Again, it's highly situational, but if you continue to ask varying followup questions, you'll start to get at the root of their culture.
Take notes throughout, and compare the theme of their answers to your cultural goals. If you need to, don't be afraid to circle back with the candidate for a second interview another day. But if you do, I suggest asking about a different company or experience to avoid the candidate giving you contemplated answers they think would be better suited than their initial responses. Remember, stay focused on their root attributes, and don't take their answers at face value - this is much more difficult to do when interviewing for culture than for skills.
Before you make an offer, do a deeper investigation into the candidate's influential companies. List out traits that are common in reviews on Glassdoor, Google, LinkedIn, or Yelp. Get a well rounded sense of both the internal and external culture, i.e. how they treat their employees and their customers. Consider reaching out to other employees of those companies via LinkedIn to ask about the culture, or if they interacted with your candidate.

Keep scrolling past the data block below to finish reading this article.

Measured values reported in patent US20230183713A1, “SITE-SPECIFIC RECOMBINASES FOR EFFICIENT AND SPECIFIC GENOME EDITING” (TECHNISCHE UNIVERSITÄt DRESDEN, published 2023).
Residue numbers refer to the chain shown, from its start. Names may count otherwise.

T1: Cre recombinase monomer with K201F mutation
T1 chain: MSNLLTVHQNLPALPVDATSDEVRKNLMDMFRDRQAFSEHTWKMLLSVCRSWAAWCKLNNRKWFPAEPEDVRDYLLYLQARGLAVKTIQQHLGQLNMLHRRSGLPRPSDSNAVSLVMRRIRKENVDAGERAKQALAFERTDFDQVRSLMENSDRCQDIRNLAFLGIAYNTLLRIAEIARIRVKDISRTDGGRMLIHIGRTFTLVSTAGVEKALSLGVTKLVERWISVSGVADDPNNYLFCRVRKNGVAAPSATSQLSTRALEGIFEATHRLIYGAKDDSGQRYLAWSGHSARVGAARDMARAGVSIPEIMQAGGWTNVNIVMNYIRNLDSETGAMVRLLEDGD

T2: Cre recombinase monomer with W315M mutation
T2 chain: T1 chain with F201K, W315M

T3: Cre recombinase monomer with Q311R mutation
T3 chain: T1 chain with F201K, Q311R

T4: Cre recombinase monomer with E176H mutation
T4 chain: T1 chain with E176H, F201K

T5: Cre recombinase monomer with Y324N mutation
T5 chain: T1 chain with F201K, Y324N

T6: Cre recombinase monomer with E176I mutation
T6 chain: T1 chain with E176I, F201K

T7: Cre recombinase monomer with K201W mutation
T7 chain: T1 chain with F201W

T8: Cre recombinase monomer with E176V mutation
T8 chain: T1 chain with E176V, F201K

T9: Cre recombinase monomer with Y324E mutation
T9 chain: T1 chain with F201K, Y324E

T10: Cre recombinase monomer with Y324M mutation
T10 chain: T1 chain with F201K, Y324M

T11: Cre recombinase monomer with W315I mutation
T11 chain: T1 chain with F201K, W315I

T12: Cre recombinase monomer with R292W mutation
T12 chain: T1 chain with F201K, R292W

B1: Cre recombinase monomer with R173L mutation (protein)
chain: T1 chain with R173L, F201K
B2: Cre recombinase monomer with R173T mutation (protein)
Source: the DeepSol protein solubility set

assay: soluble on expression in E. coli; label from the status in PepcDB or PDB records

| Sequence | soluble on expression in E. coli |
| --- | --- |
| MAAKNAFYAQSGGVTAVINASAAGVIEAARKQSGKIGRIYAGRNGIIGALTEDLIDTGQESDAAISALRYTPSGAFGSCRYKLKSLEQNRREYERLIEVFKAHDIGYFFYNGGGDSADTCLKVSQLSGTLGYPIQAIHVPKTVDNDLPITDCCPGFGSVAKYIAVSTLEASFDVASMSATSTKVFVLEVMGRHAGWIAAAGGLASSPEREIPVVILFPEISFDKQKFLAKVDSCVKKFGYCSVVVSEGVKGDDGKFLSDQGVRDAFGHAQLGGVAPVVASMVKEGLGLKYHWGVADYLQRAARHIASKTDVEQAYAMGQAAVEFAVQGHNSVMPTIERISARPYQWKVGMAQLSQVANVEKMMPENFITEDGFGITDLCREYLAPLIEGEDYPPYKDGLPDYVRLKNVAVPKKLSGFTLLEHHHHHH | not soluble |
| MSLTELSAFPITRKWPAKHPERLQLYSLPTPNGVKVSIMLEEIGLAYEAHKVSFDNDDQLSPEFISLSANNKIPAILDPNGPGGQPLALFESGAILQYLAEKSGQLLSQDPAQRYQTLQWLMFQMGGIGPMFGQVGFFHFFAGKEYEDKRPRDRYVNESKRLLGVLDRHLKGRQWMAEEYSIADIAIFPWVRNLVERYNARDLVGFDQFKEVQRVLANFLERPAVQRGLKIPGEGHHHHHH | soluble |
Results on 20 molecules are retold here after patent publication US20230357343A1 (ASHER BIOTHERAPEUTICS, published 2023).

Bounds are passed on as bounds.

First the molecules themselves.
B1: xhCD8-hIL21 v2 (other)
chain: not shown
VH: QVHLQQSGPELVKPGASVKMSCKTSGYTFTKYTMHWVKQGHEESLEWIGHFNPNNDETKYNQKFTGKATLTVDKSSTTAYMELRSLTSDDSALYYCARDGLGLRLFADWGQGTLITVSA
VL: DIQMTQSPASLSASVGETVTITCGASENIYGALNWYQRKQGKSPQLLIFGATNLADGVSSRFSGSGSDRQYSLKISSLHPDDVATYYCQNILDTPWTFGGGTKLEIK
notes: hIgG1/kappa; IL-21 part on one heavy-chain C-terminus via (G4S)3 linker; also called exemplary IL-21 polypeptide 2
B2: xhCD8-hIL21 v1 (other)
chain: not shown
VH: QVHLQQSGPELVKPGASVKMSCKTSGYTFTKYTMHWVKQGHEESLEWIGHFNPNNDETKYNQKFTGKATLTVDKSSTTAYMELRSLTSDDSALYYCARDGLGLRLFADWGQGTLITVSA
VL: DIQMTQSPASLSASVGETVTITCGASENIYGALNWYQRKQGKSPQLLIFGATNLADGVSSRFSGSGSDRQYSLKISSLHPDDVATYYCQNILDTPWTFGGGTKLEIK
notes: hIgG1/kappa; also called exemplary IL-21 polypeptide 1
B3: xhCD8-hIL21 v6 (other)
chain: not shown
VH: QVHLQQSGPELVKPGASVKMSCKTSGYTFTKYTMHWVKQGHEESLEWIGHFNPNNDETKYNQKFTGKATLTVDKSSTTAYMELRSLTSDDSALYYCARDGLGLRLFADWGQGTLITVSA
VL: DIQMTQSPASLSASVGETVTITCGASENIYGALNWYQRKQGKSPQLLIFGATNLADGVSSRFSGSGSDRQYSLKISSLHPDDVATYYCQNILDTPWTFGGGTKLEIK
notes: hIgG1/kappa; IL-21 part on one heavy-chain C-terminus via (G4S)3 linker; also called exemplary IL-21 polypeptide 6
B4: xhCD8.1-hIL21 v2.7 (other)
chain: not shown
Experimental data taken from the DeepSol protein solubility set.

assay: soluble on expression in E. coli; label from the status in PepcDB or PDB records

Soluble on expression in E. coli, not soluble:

In conclusion I think candidates' cultural pedigree is just as important to the stability and growth of your company as are their skills and talent in the role. Do not overlook it. I have seen just as many if not more companies fail because of cultural issues and inconsistencies than financial or strategic issues. Prevent those issues from happening by getting a deeper sense of your candidate's personality and mindset. You can see this by looking at companies that have been influential in their professional development.